card = FitsCard(buf; offset=0)

where buf is either a string or a vector of bytes. Keyword offset can be used to specify the number of bytes to skip at the beginning of buf, so that it is possible to extract a specific FITS header card, not just the first one. At most, the 80 first bytes after the offset are scanned to build the FitsCard object. The next FITS card to parse is then at offset + 80 and so on.

The considered card may be shorter than 80 bytes, the result being exactly the same as if the missing bytes were spaces. If there are no bytes left, a FitsCard object equivalent to the final END card of a FITS header is returned.

FITS headers

The FITSHeaders package provides objects of type FitsHeader to store, possibly partial, FITS headers.

Building a FITS header

To build a FITS header initialized with records args.., call:

hdr = FitsHeader(args...)

where args... is a variable number of records in any form allowed by the FitsCard constructor, it can also be a vector or a tuple of records. For example:

dims = (384, 288)
hdr = FitsHeader("SIMPLE" => true,
                 "BITPIX" => (-32, "32-bit floats"),
                 "NAXIS" => (length(dims), "number of dimensions"),
                 ntuple(i -> "NAXIS$i" => dims[i], length(dims))...,
                 "COMMENT" => "A comment.",
                 "COMMENT" => "Another comment.",
                 "DATE" => ("2023-02-01", "1st of February, 2023"),
                 "COMMENT" => "Yet another comment.")

Method keys can be applied to get the list of keywords in a FITS header:

julia> keys(hdr)
KeySet for a Dict{String, Int64} with 7 entries. Keys:

Retrieving records from a FITS header

A FITS header object behaves as a vector of FitsCard elements with integer or keyword (string) indices. When indexed by keywords, a FITS header object is similar to a dictionary except that the order of records is preserved and that commentary and continuation records (with keywords "COMMENT", "HISTORY", "", or "CONTINUE") may appear more than once.

An integer (linear) index i or a string index key can be used to retrieve a given record:

hdr[i]   # i-th record
hdr[key] # first record whose name matches `key`

For example (with hdr as built above):

julia> hdr[2]
FitsCard: BITPIX  = -32 / 32-bit floats

julia> hdr["NAXIS"]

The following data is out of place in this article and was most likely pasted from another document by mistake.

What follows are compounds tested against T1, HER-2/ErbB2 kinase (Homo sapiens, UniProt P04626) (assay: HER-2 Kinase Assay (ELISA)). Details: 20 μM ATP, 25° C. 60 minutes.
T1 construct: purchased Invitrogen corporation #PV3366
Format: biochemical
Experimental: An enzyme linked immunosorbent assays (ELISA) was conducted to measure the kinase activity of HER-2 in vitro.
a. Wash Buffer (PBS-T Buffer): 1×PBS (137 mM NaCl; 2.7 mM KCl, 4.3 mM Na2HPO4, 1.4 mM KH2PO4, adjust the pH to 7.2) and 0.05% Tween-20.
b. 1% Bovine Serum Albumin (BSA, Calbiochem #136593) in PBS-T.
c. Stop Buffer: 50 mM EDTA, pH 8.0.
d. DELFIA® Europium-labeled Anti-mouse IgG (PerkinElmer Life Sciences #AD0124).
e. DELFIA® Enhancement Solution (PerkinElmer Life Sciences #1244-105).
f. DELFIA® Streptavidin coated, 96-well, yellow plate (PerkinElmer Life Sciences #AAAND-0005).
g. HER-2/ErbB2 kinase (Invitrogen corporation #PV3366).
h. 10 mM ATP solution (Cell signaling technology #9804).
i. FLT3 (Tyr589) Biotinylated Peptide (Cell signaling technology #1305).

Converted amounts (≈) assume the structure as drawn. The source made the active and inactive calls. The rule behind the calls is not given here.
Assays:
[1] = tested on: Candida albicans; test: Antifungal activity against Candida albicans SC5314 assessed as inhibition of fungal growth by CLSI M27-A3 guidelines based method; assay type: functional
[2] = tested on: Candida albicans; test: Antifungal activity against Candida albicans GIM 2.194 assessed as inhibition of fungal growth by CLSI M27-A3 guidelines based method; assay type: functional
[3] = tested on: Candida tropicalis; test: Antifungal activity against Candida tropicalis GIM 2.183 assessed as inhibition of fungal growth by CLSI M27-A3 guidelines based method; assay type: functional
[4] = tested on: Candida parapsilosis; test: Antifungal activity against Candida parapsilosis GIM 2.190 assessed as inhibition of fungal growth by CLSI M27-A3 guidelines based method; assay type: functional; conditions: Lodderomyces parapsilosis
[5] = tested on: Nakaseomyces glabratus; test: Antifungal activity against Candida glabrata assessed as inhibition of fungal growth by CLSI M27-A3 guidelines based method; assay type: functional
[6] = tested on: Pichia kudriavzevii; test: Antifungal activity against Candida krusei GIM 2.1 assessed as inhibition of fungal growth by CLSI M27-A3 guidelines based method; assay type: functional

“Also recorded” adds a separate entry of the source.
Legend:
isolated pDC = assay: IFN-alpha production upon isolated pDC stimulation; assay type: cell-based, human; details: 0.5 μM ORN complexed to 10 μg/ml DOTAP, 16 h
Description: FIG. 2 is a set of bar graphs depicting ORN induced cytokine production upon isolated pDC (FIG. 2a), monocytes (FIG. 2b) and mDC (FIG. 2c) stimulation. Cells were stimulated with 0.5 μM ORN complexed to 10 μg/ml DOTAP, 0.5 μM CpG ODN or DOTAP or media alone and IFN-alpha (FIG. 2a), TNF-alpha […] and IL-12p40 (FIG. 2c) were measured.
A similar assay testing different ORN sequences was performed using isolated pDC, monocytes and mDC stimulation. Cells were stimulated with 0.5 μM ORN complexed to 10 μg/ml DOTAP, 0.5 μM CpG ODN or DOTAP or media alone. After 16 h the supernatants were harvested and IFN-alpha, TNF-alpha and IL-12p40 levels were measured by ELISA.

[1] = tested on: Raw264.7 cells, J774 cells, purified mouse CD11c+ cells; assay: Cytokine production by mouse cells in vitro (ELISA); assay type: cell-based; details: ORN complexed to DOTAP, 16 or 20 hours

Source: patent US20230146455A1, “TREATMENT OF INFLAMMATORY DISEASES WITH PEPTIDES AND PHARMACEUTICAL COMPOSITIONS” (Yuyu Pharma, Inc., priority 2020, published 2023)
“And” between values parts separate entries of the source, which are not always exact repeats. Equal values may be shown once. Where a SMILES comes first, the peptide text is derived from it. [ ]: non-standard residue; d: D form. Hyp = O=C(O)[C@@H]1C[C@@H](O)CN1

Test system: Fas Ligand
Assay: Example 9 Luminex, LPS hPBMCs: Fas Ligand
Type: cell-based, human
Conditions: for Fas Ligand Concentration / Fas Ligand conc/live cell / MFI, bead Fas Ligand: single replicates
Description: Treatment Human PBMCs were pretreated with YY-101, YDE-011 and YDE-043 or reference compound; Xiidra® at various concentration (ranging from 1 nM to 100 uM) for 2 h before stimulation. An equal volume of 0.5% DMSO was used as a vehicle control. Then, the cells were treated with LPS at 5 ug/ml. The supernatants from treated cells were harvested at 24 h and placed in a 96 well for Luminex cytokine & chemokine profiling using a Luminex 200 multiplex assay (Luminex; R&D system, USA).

FitsCard: NAXIS   = 2 / number of dimensions

julia> hdr["COMMENT"]
FitsCard: COMMENT A comment.

Note that, when indexing by name, the first matching record is returned. This may be a concern for non-unique keywords as in the last above example. All matching records can be collected into a vector of FitsCard elements by:

collect(key, hdr) # all records whose name matches `key`

For example:

julia> collect("COMMENT", hdr)
3-element Vector{FitsCard}:
 FitsCard: COMMENT A comment.
 FitsCard: COMMENT Another comment.
 FitsCard: COMMENT Yet another comment.

julia> collect(rec -> startswith(, "NAXIS"), hdr)
3-element Vector{FitsCard}:
 FitsCard: NAXIS   = 2 / number of dimensions
 FitsCard: NAXIS1  = 384
 FitsCard: NAXIS2  = 288

julia> collect(r"^NAXIS[0-9]+$", hdr)
2-element Array{FitsCard,1}:
 FitsCard("NAXIS1" => 384)
 FitsCard("NAXIS2" => 288)

This behavior is different from that of filter which yields another FITS header instance:

julia> filter(rec -> startswith(, "NAXIS"), hdr)
3-element FitsHeader:
 FitsCard: NAXIS   = 2 / number of dimensions
 FitsCard: NAXIS1  = 384
 FitsCard: NAXIS2  = 288

For more control, searching for the index i of an existing record in FITS header object hdr can be done by the usual methods:

findfirst(what, hdr)
findlast(what, hdr)
findnext(what, hdr, start)
findprev(what, hdr, start)

which all return a valid integer index if a record matching what is found and nothing otherwise. The matching pattern what can be a keyword (string), a FITS card (an instance of FitsCard whose name is used as a matching pattern), a regular expression, or a predicate function which takes a FITS card argument and shall return whether it matches. The find methods just yield nothing for any unsupported kind of pattern.